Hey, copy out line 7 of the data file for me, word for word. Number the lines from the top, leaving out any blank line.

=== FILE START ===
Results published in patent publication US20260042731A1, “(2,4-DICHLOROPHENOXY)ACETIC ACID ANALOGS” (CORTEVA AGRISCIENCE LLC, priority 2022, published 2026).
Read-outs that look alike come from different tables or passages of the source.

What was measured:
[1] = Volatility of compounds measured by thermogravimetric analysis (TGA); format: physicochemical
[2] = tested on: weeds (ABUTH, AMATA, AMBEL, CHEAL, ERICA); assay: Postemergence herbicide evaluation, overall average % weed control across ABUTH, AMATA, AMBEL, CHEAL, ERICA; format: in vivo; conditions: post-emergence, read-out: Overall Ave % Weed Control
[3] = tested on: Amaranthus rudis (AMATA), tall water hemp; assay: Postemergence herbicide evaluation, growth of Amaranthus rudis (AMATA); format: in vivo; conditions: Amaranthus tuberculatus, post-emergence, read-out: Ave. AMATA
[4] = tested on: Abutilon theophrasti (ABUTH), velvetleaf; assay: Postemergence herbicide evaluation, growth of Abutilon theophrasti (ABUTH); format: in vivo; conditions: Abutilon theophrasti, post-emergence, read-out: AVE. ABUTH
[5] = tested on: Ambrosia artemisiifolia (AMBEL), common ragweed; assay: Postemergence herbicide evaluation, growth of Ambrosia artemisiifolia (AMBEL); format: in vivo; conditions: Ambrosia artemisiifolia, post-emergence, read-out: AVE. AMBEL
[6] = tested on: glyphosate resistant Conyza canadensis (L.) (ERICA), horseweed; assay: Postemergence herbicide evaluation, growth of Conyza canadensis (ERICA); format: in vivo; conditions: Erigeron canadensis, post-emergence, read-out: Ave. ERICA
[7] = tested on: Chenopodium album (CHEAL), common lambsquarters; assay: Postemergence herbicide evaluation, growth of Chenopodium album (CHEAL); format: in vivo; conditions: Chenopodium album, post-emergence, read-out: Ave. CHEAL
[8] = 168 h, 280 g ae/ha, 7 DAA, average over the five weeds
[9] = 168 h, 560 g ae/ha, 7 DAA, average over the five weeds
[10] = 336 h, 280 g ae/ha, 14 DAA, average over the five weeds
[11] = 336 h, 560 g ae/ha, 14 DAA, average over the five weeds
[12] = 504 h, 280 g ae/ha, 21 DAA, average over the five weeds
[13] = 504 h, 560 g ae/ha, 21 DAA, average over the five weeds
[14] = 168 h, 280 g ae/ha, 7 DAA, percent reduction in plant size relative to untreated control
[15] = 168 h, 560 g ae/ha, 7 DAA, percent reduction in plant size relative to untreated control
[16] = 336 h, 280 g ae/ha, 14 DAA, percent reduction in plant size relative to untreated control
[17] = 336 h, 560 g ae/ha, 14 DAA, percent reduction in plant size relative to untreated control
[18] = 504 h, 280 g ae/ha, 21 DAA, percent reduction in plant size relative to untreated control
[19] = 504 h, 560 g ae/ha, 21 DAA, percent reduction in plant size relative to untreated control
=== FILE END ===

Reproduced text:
[4] = tested on: Abutilon theophrasti (ABUTH), velvetleaf; assay: Postemergence herbicide evaluation, growth of Abutilon theophrasti (ABUTH); format: in vivo; conditions: Abutilon theophrasti, post-emergence, read-out: AVE. ABUTH